The task Jesus left to his disciples is to do all that he told them to do. Those who love him will do what he asks. Instead of complaining about the absence of their Lord, the disciples will obey his will and bring about what he has commanded. When they can no longer see him, they will remember his words. They will no longer be able to live with him as before, but they will still be able to do his will. Jesus wants his disciples to love him, even if they cannot see him. He asks them to keep him in mind, even when he is absent. The love that Jesus asks of us is the same love he asked of his disciples, and that is to do his will. What Jesus asked of the disciples he left behind in this world was nothing extraordinary. Even we, in our relationships with others, are not satisfied with mere words. We expect those who love us to show their love. We know that someone loves us when he does something, not just because we order him to do so, but because we desire it. Jesus is no less demanding. Like us, he desires genuine love, an authentically human love, which will pass the test of the works we have to do. “If anyone loves me, he will keep my commandments.”

Often we are satisfied that we have a good relationship with God, just because we pray well or have pious sentiments, or because we cultivate good desires or promise a change of behavior that we never quite manage to accomplish. Despite our good will which is undeniable, all this is not enough to make us feel loved by God. The fact remains, if we do not do what he wants of us, we do not feel loved and we do not experience his goodness. God the Father comes to make his home with those who do his will. If Jesus does not remain with us, it is because we do not love him enough to keep his word. It is not the one who says “Lord, Lord” who feels loved by God, but the one who does his will. It is not easy among Christians today to find someone who sees the will of God as his rule of life, and so we experience this great absence of God in our world, about which we complain so much. We remain alone. God does not make his home with us, because he does not find disciples who love him and do his will. We have no reason to be annoyed with God because we do not find him in our midst. We just need to take his last word a lot more seriously: “If a man loves me, he will keep my word, and my Father will love him, and we will come to him and make our home with him.” Only those who neglect God’s word, feel neglected by God.

When he was leaving us alone in this world, Jesus did not only leave us tasks to be done. He promised us his Spirit, the power that he had all through his life, which sustained him as he walked the roads of Israel, proclaiming the love of God. He could not stay with us, since he had to return to his Father to prepare a place for us, so he promised to leave us his Spirit, his power and his courage, his enthusiasm and wisdom. We no longer have him in person, but we have the best of what he had. He has left us but he has not abandoned us. It is hard to understand why we Christians live our faith in sadness. Is it perhaps that we do not really believe the promise of Jesus? If we have not got faith in his word, it would be better for us to give up trying to live as his disciples. If we do not appreciate him in person, there is no point in forcing ourselves. However, if we still have even a little trust in him, we should be able to rediscover our enthusiasm because we have his Spirit. His breath, the breath of God which created the world, will strengthen our efforts to be faithful. The Spirit will help us to realize that we have not yet understood God. The Spirit will remind us of all he said to us, and will help us to know that he is close to us in all our worries and all our difficulties. Anyone who decides to respond to the request of Jesus, cost what it may, can rely on the Spirit of Jesus as advocate, teacher, defender, intimate friend and inner strength.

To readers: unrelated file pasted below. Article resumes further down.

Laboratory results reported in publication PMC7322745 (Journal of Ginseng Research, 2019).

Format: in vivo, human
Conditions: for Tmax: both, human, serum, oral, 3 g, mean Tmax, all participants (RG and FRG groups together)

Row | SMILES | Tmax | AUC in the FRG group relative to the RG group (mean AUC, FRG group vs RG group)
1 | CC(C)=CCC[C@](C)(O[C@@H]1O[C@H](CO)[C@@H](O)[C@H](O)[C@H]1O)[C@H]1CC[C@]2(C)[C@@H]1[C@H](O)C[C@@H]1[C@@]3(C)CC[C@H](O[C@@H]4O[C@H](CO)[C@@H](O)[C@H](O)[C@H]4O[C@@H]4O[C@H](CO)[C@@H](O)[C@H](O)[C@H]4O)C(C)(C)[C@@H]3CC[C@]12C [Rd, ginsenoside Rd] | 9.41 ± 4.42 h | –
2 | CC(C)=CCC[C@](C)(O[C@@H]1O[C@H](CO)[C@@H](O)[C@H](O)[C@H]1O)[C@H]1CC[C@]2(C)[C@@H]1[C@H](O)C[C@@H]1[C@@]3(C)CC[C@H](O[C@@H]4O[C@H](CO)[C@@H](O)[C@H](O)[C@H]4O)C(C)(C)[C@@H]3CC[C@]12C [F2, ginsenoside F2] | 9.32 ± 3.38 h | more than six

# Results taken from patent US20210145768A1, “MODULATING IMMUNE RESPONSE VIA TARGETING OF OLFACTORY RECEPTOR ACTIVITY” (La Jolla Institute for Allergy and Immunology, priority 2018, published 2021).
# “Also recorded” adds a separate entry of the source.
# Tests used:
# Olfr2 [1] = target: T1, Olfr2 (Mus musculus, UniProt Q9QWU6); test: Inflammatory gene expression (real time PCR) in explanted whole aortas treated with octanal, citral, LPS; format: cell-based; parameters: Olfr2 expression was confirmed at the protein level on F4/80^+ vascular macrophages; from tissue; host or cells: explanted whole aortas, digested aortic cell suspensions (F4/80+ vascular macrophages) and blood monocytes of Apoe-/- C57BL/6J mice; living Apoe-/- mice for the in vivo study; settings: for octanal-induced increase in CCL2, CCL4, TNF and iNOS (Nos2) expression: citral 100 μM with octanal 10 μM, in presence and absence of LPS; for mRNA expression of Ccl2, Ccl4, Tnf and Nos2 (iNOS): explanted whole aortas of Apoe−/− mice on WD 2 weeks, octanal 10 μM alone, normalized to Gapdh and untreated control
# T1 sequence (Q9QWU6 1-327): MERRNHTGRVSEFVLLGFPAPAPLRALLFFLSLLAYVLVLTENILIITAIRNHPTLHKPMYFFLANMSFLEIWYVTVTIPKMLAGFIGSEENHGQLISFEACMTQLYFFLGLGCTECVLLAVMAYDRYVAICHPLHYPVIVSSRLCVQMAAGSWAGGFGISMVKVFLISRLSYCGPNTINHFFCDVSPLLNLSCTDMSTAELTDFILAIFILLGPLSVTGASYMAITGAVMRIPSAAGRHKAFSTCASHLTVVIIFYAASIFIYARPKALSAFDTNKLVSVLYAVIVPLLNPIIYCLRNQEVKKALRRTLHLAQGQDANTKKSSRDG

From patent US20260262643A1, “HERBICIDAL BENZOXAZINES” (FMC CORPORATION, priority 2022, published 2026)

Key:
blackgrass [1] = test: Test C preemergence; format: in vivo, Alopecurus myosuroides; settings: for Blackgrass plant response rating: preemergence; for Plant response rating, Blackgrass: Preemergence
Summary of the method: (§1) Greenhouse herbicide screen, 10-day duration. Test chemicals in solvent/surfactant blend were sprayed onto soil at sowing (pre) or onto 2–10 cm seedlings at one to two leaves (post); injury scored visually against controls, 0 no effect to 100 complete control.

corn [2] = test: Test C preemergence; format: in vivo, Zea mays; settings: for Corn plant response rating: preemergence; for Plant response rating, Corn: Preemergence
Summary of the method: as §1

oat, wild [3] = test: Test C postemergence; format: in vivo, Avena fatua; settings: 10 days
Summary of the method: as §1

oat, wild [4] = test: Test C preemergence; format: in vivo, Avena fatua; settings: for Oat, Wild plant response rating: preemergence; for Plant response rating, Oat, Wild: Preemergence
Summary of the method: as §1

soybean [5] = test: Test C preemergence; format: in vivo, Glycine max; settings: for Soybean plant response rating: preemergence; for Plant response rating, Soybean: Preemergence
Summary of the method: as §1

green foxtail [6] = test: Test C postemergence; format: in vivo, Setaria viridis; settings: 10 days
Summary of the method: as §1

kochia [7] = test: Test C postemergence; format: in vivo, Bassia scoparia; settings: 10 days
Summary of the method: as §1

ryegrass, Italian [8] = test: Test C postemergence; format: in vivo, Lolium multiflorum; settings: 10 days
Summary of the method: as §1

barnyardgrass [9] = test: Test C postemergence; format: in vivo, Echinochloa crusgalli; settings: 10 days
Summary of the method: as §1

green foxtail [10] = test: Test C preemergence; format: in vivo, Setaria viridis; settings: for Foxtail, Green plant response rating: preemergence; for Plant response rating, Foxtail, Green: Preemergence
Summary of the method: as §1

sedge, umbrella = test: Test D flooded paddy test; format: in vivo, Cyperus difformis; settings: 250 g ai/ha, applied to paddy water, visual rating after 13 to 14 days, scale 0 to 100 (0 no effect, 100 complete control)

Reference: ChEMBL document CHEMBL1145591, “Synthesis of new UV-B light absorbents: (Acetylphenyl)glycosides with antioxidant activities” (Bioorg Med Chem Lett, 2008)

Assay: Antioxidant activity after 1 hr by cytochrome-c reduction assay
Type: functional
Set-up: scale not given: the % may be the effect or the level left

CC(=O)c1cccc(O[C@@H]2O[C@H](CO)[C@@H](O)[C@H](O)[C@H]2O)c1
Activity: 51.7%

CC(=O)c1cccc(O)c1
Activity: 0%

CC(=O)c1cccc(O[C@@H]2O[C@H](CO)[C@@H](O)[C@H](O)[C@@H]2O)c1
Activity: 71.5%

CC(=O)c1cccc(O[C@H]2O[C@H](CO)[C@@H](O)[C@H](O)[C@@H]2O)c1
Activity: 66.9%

Jesus did not leave us alone. As well as giving us his Spirit, he also gave us his peace. We may feel helpless in face of the deplorable situation of the world today. Everybody talks about peace but we are unable to bring about peace in the hearts of all, not even in our own hearts. People today have almost everything, except peace. Everything else can be bought, but not inner peace. We Christians know that we can count on the peace that Jesus gives, the only peace that fills the heart, satisfying our desires to possess, calming our fears for survival, restraining the desire for supremacy over others. And yet, we hide in fear from our contemporaries! What is it we see in our world? Have we become accustomed to the sin of Cain, with all the murder and hatred that exists in our world today? As disciples of Jesus, we should be armed with hope, and looking for new tasks to fulfil, new challenges to meet. Until peace becomes a reality, we have not carried out the mandate that Jesus gave us as he was leaving. Until there is peace, we who have received the gift of peace as our patrimony, still have work to do. While Jesus is absent, we are called to be peacemakers, men and women of peace. This is the only way we can overcome our fears and our cowardice. The loneliness we feel, and our sense of inadequacy and insignificance, will be overcome only when we enjoy the peace that Jesus has given us. Only then will we know that we have received his Spirit and that we are doing his will. If we give up on our mission to find peace in our hearts, we will add to the sense that people have that God has abandoned the world, because we are not living the way Jesus wants us to. “Let not your hearts be troubled, neither let them be afraid,” Jesus said to his disciples. He left us his peace when he left us in the world. Preserving that peace, obeying him and living by his Spirit, is the way to keep alive his memory and the heritage he left us. We will be faithful to him if we enjoy the peace he left us, and bring his peace to those around us.

We have no right to feel abandoned by God. He has left us his Spirit and his peace. He has told us not to be afraid, and he has promised to prepare a place for us with the Father. If these are the reasons why he left us, we have no reason to complain. His apparent absence is temporary. He is busy preparing a place for us with God. Only those who love Jesus can accept his absence without despair or loss of trust in his peace. Those who love him do not feel abandoned and do not abandon this troubled world. Christians must give those who do not believe, the witness of our own personal peace and the effort we make to bring peace to their hearts. We must rediscover the courage of our faith and return to do the will of God, if others are to learn to trust the God who never abandons his people. Anyone who has the Spirit of Jesus and his gift of peace, cannot be afraid. This is the difference!